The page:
I don’t have to choose between being British or Indian

I may have grown up in the UK, but that doesn’t mean I’m turning my back on my roots


When somebody asks me where I’m from, the answer is always pretty straightforward: Cambridge. I’ve lived there since I was a toddler, and although I was born in Scotland – a fact which somehow always seems to shock people – I’ve never lived outside of the UK. Despite all of this, there’s always someone who feels the need to follow it up with “Yeah, but where originally?” Cue the inevitable discussion about being Indian, being British, and ‘which one I really feel like’.

Portrait of the author as a young child, before knowing what identity was (or how to dress)

Portrait of the author as a young child, before knowing what identity was (or how to dress)

My parents moved to the UK from India in the nineties and so my brother and I were born and raised here. Ever since I was little the question of how exactly I identified has weighed on my mind – I’ve never really known whether to consider myself British, Indian or a winning combination of the two. To be honest, that became significantly easier when I got my British passport and dual citizenship, making me ‘officially’ British-Indian. Finally having some kind of a label to slap on, something that neatly informed everyone what I was, just seemed to make everything simpler.

However, it took me a while to realise that didn’t really change anything and I had to take the time to think about why it mattered so much to me. Being a teenager, already undergoing several (relatively minor) identity crises, I felt desperately like I had to choose which place I felt I was ‘from’. Sure, England was and still is home to me, but if I said that, wasn’t that tantamount to me denying my roots and my heritage? Eventually I got a little older and figured out that I could be both English and Indian and identifying with one doesn’t erase the other. But establishing myself as someone who considers themselves as part of both cultures came with its own challenges.

Growing up in the UK meant that culturally, I experienced many of the same things as everybody else. But it would be naïve of me to assume that meant I had the same experience, and it would be doing my parents a disservice to discard everything they brought over from India and taught both me and my brother.

My brother and I, pretending we're tourists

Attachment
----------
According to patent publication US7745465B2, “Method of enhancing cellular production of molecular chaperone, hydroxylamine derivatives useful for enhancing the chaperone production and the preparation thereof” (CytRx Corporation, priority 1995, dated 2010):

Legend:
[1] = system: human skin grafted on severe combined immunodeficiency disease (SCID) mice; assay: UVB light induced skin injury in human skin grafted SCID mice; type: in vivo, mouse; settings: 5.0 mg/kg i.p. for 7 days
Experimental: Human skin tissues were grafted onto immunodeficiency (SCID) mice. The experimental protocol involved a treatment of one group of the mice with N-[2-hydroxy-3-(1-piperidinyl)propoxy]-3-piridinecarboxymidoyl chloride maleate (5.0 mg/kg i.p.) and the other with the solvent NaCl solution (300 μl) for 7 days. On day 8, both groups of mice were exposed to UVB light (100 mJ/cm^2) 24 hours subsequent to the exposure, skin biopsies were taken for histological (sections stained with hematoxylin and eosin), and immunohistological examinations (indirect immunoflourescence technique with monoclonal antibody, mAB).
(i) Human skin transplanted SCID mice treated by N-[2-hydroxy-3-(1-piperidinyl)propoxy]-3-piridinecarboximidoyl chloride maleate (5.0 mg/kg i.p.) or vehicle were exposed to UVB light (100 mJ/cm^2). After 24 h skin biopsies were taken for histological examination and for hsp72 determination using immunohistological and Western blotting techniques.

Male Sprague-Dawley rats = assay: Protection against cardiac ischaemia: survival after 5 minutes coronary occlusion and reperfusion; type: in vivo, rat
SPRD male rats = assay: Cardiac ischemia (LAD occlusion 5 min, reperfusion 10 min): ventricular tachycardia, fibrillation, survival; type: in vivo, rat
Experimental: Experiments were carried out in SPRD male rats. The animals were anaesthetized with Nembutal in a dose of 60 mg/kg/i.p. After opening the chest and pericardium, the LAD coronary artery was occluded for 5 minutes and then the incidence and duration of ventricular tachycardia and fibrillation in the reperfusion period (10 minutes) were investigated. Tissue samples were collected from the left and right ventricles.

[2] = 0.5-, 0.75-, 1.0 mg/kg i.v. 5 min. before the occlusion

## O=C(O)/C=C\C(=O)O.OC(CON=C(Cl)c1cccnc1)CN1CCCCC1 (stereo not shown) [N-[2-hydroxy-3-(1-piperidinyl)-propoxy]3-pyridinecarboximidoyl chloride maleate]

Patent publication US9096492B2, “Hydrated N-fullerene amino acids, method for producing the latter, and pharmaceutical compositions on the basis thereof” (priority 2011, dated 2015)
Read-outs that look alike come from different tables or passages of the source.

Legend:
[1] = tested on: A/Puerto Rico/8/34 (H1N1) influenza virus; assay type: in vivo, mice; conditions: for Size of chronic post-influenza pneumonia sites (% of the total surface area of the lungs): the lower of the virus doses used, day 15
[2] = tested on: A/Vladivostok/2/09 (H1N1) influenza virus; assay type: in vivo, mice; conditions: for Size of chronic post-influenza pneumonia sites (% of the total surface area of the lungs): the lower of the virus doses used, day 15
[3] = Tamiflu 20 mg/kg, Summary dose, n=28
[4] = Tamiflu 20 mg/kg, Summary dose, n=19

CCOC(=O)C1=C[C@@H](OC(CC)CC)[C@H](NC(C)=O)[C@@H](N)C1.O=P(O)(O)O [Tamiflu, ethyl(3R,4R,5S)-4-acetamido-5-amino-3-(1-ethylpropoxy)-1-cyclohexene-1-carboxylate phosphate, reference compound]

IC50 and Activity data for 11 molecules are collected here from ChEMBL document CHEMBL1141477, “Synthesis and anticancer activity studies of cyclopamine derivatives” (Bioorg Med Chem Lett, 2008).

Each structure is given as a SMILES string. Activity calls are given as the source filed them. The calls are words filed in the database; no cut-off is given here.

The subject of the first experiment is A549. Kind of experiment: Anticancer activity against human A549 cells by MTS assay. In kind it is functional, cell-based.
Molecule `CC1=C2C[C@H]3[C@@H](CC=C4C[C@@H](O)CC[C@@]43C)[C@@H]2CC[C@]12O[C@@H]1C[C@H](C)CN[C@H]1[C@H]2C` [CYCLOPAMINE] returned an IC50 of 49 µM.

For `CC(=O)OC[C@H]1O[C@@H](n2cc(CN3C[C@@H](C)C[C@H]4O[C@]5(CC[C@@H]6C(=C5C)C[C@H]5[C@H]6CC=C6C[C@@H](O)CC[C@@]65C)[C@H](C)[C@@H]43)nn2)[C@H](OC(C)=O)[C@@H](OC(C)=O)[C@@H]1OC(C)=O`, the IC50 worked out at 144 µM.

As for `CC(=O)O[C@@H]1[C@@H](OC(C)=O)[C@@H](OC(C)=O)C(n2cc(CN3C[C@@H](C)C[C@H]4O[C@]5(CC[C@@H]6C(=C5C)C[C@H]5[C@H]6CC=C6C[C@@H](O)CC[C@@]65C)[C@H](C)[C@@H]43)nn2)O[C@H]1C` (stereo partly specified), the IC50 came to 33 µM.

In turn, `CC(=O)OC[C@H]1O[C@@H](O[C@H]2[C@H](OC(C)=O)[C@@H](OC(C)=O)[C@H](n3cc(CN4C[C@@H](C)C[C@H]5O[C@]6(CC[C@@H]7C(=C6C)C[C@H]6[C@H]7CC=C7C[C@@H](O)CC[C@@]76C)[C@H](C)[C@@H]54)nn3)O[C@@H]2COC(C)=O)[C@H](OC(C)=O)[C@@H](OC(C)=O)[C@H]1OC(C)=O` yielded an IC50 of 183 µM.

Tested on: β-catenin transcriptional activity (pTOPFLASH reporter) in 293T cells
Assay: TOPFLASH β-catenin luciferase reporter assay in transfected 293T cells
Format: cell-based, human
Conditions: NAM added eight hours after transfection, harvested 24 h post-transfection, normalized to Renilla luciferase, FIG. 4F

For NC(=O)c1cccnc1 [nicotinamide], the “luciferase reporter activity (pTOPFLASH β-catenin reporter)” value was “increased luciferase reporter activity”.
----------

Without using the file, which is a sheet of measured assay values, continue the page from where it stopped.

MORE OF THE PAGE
My brother and I, pretending we’re tourists

It’s an understatement to say that Indian culture, the culture my parents grew up in, is vastly different to British culture. The values they held, which they tried to instil in me growing up (I say ‘tried’ because I was/am a very stubborn, mouthy child) are definitely different to British values. The focus on family is definitely not the same – for example, the expectation that children should leave home aged eighteen and attend university away from home is so much less common in India. Needless to say, my parents were incredibly keen for me to stay at home. Obviously this is partly because they love me and, I assume, like having me around anyway, but it’s also something inherited from the culture.

The generational and cultural difference between myself and my parents also means there’s a lot that they can teach me that I wouldn’t necessarily learn otherwise, and they try their best to do so. I also think I have a greater appreciation of certain aspects of both Indian and English culture – I think that in India the work ethic among students is significantly stronger, although that’s possibly just me being way lazier than my cousins. On the other hand, I’m grateful to live in a country where I’m afforded certain freedoms as a woman that I might not have otherwise, notably being able to go out clubbing and experience the nightlife (which definitely has its downsides, but that’s a discussion for another time), which gives me much more responsibility and autonomy.

Before the inevitable descent of the night out

Before the inevitable descent of the night out

Of course, it’s not as if all my non-immigrant friends live wildly different lives to me. We went to the same schools, grew up in similar areas – I can’t ignore the impact that growing up in Britain has had on me. I love this country, and it’s my home. Even if I wanted to, I couldn’t turn my back on that, mainly because I wouldn’t actually be able to speak to anyone in India in a language other than English and also because growing up in the West has, for better or worse, made me who I am.

I’m not trying to say that either country is doing things ‘better’ or in the ‘right’ way, because they’re just doing things differently. But I know that having access to both cultures, while at times seeming like a burden, has helped me in so many ways, more than I probably even realise. Ultimately I think I’m lucky to have two different backgrounds, because it’s made me a more layered, multifaceted person. As difficult as it can be, I’ll always be grateful to have two places to call home.